When Andrew Carnegie built the Towers over the Hall—the project was completed in 1896—he intended for the studios to be occupied by working artists. It wasn’t cultural altruism—the rents were a source of revenue. But architect Henry J. Hardenbergh (who also did the Dakota and the Plaza Hotel) designed the apartments as studios, with high ceilings and north-facing skylights. The roster of names who lived and worked there is stellar: Isadora Duncan, Agnes de Mille, Garson Kanin, Marlon Brando, Leonard Bernstein.


Editta Sherman is known as the Duchess of Carnegie Hall. The sprightly 98-year-old had lived in her twelfth-floor studio since 1949. She raised five children while working as a successful photographer of the cultural elite. Dramatic black-and-white examples from her collection of 2,500 portraits were displayed against the mirrored walls and bold checkered floor: Henry Fonda, Mary Martin, Douglas Fairbanks Jr. A cast-iron circular staircase led to a loft filled with studio props. Photographer and past fellow resident Bill Cunningham enlisted Sherman as his model and muse for his 1978 book Facades, which fuses fashion and architecture photography.

The corporation promised to find comparable apartments for the seven rent-controlled tenants still living in the Towers, and to pay the difference in rent for the remainder of each tenant’s life, but the 26 non-rent-controlled commercial and residential tenants—including Astor—had no such guarantee.

The last residents moved out last year, and while “Lost Bohemia” mourns their dispossession, it also allows us to spend time in their eccentric, artistic company and to appreciate their contribution to the life of the city. Among them are Bill Cunningham, the New York Times photographer who is the subject of a marvelous recent documentary, and Don Shirley, a pianist who recalls playing with Duke Ellington “downstairs” — that is, in Carnegie Hall itself.

An anonymous, unseen poet who lived above Mr. Astor and left him eloquent phone messages observed that studios and the hall below, though commissioned by a plutocrat, “were built not on power, but on love.” The power of this documentary resides in that proud and fragile sentiment. Photo below is Astor’s studio after demolition.

Jeremiah’s New York >

The New York Times >

Anish Kapoor, Leviathan

Posted in architecture, Art, Installation, Interiors, paris, Photography, Sculpture by petercombe on May 13, 2011

Each year the Ministère de la Culture et Communication invites a leading artist to create a work that responds to the exceptional architectural space of the Grand Palais in Paris. The sheer monumental scale of the building provided the inspiration for Monumenta.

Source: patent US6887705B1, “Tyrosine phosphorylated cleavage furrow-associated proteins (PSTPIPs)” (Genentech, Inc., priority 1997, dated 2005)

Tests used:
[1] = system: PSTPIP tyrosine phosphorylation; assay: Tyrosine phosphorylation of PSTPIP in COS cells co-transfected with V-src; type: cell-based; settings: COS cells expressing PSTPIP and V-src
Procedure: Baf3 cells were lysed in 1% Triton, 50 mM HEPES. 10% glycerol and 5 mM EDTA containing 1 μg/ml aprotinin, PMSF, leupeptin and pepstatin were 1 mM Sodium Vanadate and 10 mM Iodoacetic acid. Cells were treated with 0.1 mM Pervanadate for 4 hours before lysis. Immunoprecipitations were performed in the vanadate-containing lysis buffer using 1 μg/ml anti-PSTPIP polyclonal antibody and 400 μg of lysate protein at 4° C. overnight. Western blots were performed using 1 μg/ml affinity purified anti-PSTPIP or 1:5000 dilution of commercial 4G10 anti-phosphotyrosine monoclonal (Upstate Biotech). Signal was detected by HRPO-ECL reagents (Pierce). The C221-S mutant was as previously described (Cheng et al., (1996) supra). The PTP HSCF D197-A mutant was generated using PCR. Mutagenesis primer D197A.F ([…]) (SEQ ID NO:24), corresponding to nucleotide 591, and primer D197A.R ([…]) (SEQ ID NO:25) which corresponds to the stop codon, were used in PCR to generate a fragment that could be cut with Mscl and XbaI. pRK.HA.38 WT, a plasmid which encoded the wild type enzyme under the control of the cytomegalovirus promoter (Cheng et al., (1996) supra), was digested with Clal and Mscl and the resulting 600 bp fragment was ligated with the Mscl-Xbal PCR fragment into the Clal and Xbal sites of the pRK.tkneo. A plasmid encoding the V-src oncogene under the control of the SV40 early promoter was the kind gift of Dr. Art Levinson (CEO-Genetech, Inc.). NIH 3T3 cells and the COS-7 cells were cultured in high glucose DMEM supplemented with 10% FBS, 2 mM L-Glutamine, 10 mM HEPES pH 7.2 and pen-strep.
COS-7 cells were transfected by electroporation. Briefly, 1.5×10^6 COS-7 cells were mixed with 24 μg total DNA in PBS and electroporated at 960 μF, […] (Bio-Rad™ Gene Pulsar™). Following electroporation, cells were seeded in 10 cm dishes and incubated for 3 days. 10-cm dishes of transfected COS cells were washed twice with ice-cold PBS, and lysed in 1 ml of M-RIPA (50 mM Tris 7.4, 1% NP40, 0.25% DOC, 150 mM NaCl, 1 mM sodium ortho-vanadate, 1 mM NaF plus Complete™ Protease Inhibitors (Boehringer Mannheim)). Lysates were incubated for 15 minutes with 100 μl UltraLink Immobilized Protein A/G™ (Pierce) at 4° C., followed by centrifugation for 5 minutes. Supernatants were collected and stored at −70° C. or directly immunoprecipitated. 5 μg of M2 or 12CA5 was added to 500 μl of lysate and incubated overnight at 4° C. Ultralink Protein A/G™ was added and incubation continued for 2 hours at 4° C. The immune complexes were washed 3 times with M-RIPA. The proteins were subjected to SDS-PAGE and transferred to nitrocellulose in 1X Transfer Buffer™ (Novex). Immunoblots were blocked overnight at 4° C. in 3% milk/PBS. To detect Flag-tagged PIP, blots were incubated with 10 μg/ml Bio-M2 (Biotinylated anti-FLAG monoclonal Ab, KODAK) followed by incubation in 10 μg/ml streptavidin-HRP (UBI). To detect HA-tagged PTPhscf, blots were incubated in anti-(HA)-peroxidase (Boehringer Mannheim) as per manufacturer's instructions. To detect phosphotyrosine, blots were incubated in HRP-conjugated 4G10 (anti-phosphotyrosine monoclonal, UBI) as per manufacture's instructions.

This year, Indian-born, British-based artist Anish Kapoor has created a temporary, site-specific installation (much larger than his Marsyas, 2002, installation in the Turbine Hall at Tate Modern) inside the nave of the glass-domed hall. The space was originally unveiled at the 1900 universal exhibition. For its fourth edition, after guest artists Anselm Kiefer, Richard Serra and Christian Boltanski, it has been the turn of Anish Kapoor to meet the challenge with a brand new work for the 13,500 m2 space.

Visitors to the Grand Palais will first use a revolving door to enter inside ‘the belly of the beast’, a four-chamber balloon, bathed in red light, which the artist says he hopes has a cathedral-like quality. I am reminded of Niki de Saint-Phalle’s Hon, 1966, Moderna Museet, Stockholm which I compared to an earlier architectural collaboration between Kapoor and Amanda Levete Architects (the Monte St Angelo Subway station in Naples). It is as if the interior of Kappor’s Leviathan presents a womblike element or some sort anatomical organ system.

Once you enter the second part of the exhibition, the exterior of the sculpture appears to bear no relation to the interior. They co-exist simultaneously. That’s what the work is about,’ says Anish Kapoor.

‘I think there is no such thing as an innocent viewer. all viewing, all looking comes with complications, comes with previous histories, a more or less real past. abstract art and sculpture in particular, has to deal with this idea that the viewer comes with his body, and of course memory. memory and body come together in the act of looking. I’m really interested in what happens to meaning in that process: as memory and body walk through, take the passage through any given work, something happens, something changes.’
Anish Kapoor

The cost of this exhibition is estimated around 3 million euros. 

Anish Kapoor was born in Bombay in 1954. He lives and works in London.

Über-ness

 

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Über-ness